“Shortly after I arrived, George and Kathy Rockett wanted to get married in the church and she wanted to walk up the center aisle. The only problem was that we didn’t have a center aisle,” said Mullane. The pews went all the way across the chapel at that time “But I couldn’t let the dreams of a new bride be dashed.”
Mulane had been involved in a Miami church years earlier that was refurbishing at the time he came here, and one of the things happening was that a full set of shorter pews were available.
“I went and got them and put them in so Kathy could have her center aisle,” he said.
Not long after Mullane realized that his days standing on the outskirts of a war zone weren’t over.
“Big Pine was like a war zone when I arrived. The environmental groups that wanted to preserve the ecology of the island were fighting hard. But fighting just as hard were the groups that wanted to develop the island to full potential, the Concrete Coalition we called them. They bickered about everything and most things came to a standstill because of that,” he said.
That “war” resulted in a failed incorporation attempt a little over a decade ago, but the battles continued for some time.
He considers himself to be an avid conservationist, pushing recycling, pushing respect for all creatures, and having a fervent desire to “change the way we treat our planet.”
“I believe that we are doing more harm every day. What we should be doing is trying to ensure that we give our children and grandchildren the best possible world that we can. It’s the only one they have,” he said.
Mullane said he has watched as the island has changed over the years.
“In the days of short-term vacation rentals, we had a larger population, we had a more thriving business community, we had more private charter boats, we had people coming here to fish and dive and leave their mark on our community,” Mullane said.
But the county prohibited vacation rentals. “And then came Hurricane Georges and the hurricane seasons of 2004 and 2005, and then came a failing economy. And we haven’t been the same place since.”
It was Hurricane Georges in 1998 that solidified Mullane’s place in the history of Big Pine Key.
“It was a devastating storm for our friends. But it also brought this community closer together than it was before, and maybe since.”
St. Peter became the center of the storm recovery effort.
“We built a trailer park on the back of the property so that volunteers had a place to stay while they helped us recover. We ran a food pantry, a soup kitchen, anything we could to help out. There were volunteers from all faiths here. There were social service agencies and government agencies, all with one goal,” said Mullane.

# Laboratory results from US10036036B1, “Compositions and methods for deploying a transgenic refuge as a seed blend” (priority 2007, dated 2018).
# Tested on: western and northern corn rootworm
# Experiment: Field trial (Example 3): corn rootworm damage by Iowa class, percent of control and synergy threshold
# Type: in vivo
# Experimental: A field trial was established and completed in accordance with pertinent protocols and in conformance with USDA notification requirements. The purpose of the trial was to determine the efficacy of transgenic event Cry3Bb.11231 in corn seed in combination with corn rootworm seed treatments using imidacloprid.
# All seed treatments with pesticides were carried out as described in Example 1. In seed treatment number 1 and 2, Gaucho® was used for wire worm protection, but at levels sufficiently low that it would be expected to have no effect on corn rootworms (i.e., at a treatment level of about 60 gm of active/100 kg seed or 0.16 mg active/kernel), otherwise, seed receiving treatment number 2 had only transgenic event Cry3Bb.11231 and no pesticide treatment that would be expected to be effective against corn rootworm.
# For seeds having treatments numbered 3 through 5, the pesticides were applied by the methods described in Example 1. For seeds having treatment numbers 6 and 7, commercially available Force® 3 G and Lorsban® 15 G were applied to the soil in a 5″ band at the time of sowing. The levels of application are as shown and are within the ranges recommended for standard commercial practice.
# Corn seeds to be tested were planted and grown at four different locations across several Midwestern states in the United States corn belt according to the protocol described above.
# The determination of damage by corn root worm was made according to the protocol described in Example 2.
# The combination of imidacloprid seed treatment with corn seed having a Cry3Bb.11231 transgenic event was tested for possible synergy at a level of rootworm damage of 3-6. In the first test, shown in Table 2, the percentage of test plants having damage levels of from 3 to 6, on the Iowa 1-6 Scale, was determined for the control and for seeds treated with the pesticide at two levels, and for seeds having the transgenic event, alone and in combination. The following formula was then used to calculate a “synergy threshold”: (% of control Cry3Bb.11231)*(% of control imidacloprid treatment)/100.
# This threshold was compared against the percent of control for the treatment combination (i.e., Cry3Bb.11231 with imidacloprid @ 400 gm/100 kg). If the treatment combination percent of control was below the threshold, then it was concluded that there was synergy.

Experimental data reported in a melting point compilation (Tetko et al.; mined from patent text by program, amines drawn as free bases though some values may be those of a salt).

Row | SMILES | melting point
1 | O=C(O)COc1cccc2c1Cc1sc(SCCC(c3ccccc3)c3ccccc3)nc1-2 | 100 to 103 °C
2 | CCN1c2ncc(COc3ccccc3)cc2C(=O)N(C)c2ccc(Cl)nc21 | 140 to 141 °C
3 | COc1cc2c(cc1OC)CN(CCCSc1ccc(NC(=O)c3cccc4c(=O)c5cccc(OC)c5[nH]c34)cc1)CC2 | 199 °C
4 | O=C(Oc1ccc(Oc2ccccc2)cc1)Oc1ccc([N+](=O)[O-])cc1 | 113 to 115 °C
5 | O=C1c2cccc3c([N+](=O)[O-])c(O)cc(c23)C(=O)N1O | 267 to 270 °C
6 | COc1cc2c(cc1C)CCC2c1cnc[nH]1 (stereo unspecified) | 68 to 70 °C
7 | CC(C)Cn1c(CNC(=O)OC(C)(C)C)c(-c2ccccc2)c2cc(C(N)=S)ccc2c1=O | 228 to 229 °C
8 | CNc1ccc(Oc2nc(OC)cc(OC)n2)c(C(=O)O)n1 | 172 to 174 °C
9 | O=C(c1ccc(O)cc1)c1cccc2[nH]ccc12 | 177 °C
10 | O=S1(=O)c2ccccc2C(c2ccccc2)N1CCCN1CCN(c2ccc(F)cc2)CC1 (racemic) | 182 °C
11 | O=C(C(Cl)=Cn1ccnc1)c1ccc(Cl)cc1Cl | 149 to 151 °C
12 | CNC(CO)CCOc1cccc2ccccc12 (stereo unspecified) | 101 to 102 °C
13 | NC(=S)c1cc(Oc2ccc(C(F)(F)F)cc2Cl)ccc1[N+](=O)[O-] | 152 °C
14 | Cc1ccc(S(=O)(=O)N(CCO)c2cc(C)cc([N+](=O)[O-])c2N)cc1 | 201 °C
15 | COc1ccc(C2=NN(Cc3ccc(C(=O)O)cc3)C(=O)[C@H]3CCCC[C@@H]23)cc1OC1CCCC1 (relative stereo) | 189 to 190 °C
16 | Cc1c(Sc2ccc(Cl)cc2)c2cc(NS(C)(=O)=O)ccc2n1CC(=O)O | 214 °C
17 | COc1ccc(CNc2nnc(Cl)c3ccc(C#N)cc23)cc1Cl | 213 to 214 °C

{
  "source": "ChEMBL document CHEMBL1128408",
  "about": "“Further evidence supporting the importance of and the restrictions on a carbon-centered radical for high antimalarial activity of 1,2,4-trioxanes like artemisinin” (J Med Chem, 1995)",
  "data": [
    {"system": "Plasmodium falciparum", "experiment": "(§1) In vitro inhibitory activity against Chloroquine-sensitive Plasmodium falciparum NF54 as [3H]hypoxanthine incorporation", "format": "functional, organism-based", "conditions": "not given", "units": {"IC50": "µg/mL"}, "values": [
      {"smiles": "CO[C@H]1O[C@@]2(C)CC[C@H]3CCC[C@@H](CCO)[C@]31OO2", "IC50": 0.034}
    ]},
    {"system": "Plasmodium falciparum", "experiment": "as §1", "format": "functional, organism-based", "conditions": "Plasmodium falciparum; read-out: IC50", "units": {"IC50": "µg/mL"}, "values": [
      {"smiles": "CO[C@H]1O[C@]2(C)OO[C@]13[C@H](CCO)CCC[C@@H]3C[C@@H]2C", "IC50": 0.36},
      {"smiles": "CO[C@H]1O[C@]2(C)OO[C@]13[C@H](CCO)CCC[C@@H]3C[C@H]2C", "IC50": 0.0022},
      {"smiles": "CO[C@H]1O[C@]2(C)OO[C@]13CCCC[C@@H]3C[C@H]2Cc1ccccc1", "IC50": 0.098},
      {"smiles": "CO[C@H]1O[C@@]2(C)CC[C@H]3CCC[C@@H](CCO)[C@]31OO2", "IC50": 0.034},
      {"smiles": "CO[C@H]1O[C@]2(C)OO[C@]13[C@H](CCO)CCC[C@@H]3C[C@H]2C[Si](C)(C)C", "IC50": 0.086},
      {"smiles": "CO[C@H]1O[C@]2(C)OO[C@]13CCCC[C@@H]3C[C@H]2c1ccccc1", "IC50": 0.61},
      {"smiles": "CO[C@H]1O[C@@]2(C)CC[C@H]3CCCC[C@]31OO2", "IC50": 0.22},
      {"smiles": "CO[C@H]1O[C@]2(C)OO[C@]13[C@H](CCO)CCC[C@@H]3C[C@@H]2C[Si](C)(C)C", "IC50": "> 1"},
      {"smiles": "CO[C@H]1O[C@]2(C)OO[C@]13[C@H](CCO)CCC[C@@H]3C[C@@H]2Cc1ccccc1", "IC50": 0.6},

And that goal was to bring a devastated community back to life.
A few years earlier, Mullane was instrumental in establishing a soccer field on church property after lots of bickering in the community about reducing open range for deer and safety for children accessing the church so close to what was then a deadly curve on the island.
“But after the furor died down, we put in the soccer field and the kids have been enjoying that facility for a long time now,” he said. The church leases the space to the county which a few years back paid to have a new surface put on the fields.
Following Hurricane Georges, Monroe County decided to solidify Mullane’s position in the history of Big Pine Key and named a street after him, now known as Father Tony Way.
“It was quite the humbling experience. I never started out to be any kind of a hero to anyone. I was just an ordinary guy who set out to help a community become a community. I am the epitome of the simple man who just decides to bloom where he is planted. This is where I was planted,” he said.
Some of his most treasured memories revolve around the “generations” of families that have passed through his doors at St. Peter.
“There are still couples on the island that I married, and then I baptized their children. And now, I’m marrying those children, and baptizing their children. We have a great history together,” said Mullane.
And a wistful look covered his face, his eyes looking into some far off recess of his memory to pull out again those cherished memories, dust them off and savor their remembered emotions.
But for all the treasured memories and challenges overcome in his 26-year tenure here, Mullane says there are things he feels have been left undone.
“I would have liked to make this church completely self-sustaining with solar power and cisterns, a model of green living to show everyone that if we pull together, we can give our new generations a planet worth fighting for.”
He said he also wishes he could have found a way to forestall the inevitable creep of technology into the family dynamic.
“When I arrived, families would work and play together. They would socialize together. Now, with the advent of cell phones and their presence in our every day lives, there is a lot less social interaction among family and circles of friend, and I think we’ve lost something along the way.”
Father Tony, which is all many locals know him by, says that he is completely unconcerned about what legacy he leaves behind as he moves into retirement.
“I’m taking the legacy with me. A legacy of community spirit, togetherness, and the will to ultimately do what’s right by our fellow man and our planet.”
St. Peter will be tossing a Toast and Roast for Mullane Sunday, April 6 beginning at 5 p.m. Tickets for the event are available at the church office and the entire community is invited to “celebrate” the legacy of the man known to all as Father Tony.